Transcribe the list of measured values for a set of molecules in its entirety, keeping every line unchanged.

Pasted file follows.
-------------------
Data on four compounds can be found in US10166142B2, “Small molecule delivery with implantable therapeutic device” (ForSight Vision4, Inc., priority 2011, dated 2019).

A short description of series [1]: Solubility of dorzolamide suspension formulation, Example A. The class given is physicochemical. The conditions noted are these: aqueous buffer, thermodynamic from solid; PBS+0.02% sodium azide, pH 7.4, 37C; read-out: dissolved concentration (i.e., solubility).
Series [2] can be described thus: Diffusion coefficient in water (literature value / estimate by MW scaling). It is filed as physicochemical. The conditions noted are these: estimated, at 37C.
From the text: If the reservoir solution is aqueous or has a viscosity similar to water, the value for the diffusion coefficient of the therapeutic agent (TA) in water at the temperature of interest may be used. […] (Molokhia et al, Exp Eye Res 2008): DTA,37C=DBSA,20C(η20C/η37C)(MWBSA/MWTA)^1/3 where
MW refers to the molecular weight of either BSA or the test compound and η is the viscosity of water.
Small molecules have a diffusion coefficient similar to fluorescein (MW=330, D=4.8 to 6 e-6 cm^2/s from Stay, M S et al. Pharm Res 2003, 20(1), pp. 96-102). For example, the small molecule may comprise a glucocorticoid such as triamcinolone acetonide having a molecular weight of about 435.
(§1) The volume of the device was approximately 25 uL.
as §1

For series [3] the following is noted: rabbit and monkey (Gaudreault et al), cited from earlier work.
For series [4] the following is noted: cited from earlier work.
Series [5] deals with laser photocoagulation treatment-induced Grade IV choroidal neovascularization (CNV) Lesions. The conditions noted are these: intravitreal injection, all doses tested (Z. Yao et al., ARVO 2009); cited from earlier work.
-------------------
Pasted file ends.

Data on four compounds can be found in US10166142B2, “Small molecule delivery with implantable therapeutic device” (ForSight Vision4, Inc., priority 2011, dated 2019).

A short description of series [1]: Solubility of dorzolamide suspension formulation, Example A. The class given is physicochemical. The conditions noted are these: aqueous buffer, thermodynamic from solid; PBS+0.02% sodium azide, pH 7.4, 37C; read-out: dissolved concentration (i.e., solubility).
Series [2] can be described thus: Diffusion coefficient in water (literature value / estimate by MW scaling). It is filed as physicochemical. The conditions noted are these: estimated, at 37C.
From the text: If the reservoir solution is aqueous or has a viscosity similar to water, the value for the diffusion coefficient of the therapeutic agent (TA) in water at the temperature of interest may be used. […] (Molokhia et al, Exp Eye Res 2008): DTA,37C=DBSA,20C(η20C/η37C)(MWBSA/MWTA)^1/3 where
MW refers to the molecular weight of either BSA or the test compound and η is the viscosity of water.
Small molecules have a diffusion coefficient similar to fluorescein (MW=330, D=4.8 to 6 e-6 cm^2/s from Stay, M S et al. Pharm Res 2003, 20(1), pp. 96-102). For example, the small molecule may comprise a glucocorticoid such as triamcinolone acetonide having a molecular weight of about 435.
(§1) The volume of the device was approximately 25 uL.
as §1

For series [3] the following is noted: rabbit and monkey (Gaudreault et al), cited from earlier work.
For series [4] the following is noted: cited from earlier work.
Series [5] deals with laser photocoagulation treatment-induced Grade IV choroidal neovascularization (CNV) Lesions. The conditions noted are these: intravitreal injection, all doses tested (Z. Yao et al., ARVO 2009); cited from earlier work.